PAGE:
So, is it a waste of time to compete?

If you derive personal value from the competition, then no.

It’s no more of a waste of time than going to a movie or taking a walk.

You’re allowed to do the things you do.

Yet, that perspective isn’t what a lot of people have in mind when they ask this question.

Instead, they’re wondering if competitive programming can help their career as a professional programmer.

In that case, it’s still not a waste of time, but it’s not a golden ticket to success either.

To really get into this seeming contradiction, I’ll take you through the ways competitions can help you as a professional programmer.

Then, I’ll go through the ways it doesn’t help at all.

How Can Competitive Programming Help in Your Professional Career as a Programmer? (5 Things)

programmer developing website

Let’s start with why competitions are not a waste of time.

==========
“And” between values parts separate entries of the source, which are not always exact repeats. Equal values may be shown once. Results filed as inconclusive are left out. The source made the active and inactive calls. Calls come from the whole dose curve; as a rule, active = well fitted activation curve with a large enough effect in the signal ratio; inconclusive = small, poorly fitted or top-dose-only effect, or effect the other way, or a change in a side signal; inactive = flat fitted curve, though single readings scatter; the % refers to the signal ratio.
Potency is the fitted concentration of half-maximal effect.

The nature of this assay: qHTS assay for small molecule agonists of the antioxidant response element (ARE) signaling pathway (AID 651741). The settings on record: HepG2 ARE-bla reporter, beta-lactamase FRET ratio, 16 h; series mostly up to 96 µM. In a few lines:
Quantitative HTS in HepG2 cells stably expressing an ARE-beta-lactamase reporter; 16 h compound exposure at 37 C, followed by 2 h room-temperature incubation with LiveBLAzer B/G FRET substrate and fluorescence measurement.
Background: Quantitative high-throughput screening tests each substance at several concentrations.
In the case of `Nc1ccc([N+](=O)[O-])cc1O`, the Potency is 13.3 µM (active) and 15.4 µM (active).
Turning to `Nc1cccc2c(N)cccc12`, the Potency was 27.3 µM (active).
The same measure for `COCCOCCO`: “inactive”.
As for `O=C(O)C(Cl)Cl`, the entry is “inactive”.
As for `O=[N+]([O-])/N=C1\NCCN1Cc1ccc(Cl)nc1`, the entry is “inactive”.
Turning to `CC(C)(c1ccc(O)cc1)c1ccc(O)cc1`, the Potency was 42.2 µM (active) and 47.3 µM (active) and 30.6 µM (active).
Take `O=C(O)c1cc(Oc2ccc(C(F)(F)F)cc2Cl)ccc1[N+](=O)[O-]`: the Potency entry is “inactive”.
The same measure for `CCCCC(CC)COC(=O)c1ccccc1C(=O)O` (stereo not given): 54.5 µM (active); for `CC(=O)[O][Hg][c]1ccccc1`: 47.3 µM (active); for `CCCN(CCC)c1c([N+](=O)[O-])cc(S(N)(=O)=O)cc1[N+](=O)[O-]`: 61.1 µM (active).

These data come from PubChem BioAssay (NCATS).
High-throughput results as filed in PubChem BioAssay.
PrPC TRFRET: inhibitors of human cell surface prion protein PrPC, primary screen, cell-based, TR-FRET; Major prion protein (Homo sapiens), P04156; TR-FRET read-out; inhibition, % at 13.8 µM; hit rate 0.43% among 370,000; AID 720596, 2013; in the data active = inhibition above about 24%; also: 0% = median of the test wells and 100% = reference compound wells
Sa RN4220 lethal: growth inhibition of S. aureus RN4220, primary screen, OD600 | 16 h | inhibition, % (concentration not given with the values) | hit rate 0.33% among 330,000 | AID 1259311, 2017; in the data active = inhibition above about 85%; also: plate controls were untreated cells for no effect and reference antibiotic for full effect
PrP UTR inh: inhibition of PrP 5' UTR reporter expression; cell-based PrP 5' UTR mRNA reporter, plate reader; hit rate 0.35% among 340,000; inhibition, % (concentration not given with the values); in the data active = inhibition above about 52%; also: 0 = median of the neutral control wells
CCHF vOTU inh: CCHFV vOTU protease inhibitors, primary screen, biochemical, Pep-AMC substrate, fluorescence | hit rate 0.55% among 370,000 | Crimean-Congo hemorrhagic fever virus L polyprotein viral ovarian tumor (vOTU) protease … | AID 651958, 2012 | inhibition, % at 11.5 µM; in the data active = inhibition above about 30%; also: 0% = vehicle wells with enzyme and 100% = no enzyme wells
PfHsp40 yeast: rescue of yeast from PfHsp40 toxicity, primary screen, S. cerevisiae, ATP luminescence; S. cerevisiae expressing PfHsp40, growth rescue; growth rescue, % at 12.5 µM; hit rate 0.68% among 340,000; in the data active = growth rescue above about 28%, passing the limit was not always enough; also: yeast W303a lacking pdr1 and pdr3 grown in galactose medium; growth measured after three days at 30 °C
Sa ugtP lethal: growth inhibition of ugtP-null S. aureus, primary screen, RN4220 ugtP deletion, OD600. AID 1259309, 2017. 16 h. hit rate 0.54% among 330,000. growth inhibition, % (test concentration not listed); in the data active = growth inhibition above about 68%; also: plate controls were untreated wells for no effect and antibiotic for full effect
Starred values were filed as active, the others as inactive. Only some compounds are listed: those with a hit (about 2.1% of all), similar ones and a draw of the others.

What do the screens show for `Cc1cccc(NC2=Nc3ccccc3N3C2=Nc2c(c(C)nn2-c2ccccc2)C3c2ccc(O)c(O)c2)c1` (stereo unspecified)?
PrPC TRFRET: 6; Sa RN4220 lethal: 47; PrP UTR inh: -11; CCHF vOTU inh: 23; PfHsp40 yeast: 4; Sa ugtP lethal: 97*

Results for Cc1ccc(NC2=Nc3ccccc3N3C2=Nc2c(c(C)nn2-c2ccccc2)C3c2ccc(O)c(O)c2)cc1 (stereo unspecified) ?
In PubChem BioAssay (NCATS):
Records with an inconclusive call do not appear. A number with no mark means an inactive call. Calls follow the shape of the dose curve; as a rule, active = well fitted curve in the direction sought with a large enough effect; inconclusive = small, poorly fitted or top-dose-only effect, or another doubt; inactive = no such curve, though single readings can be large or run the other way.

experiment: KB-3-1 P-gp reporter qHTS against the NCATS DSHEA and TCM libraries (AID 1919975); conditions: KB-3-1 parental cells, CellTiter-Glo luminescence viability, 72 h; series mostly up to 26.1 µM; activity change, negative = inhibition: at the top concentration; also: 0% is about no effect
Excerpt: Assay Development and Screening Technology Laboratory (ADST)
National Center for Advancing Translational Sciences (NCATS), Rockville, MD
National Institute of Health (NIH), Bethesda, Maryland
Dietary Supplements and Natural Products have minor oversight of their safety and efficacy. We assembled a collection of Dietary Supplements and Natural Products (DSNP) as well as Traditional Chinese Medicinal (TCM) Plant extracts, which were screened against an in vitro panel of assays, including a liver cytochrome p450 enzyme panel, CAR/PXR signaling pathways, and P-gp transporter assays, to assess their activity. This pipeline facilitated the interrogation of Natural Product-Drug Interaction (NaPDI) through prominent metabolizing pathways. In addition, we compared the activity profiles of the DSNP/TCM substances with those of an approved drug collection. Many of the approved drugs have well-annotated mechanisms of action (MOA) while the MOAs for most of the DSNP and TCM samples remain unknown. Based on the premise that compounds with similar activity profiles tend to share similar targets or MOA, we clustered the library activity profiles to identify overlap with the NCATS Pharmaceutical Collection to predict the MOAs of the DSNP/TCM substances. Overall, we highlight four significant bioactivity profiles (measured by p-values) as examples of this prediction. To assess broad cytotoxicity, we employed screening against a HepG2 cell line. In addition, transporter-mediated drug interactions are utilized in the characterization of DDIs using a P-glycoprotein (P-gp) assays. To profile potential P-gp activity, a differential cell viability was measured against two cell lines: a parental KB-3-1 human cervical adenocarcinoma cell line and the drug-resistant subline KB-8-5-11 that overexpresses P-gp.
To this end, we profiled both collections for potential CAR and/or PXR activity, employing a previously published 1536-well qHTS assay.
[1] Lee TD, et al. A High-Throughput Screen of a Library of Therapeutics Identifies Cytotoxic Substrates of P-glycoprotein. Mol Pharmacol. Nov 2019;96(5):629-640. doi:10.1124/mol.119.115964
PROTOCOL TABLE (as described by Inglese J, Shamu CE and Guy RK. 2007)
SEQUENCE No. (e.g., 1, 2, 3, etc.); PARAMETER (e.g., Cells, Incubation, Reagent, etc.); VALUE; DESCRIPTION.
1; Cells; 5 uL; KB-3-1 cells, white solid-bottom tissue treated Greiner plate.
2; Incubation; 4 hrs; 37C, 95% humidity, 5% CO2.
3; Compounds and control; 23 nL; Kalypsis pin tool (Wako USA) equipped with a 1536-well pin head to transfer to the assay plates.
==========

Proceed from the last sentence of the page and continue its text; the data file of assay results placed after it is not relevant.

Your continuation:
In general, they can help you to become a better programmer.

The competitions can also help you find professional opportunities.

#1 Honing Fundamental Skills

Professional female programmer working on new project on computer at home

Professional programming and competitions are extremely different. In a lot of ways, they test and develop different skills.

But, all programming comes from the same core set of fundamental skills.

All code is built from elementary ideas, and those are put together into algorithms in order to make programs.

Competitions can help you hone your skills at that fundamental level.

In order to create competition code quickly enough, you have to truly master the core skills, and that can help you in your day job as a professional programmer.

#2 Expanding Your Love of Programming

happy programmers giving high five

It will be easy to overlook this, but most people enter programming competitions because they enjoy it.

On the other hand, some people who love programming can still burn out when they work an intense day job.

Long hours, minimal gratification, and mental exhaustion from working on projects that don’t excite you can take a toll (obviously this won’t resonate with everyone, but it can happen).

Competitions can remind you what you love about programming.

They can be invigorating and inspiring, and that will only help you as a programmer.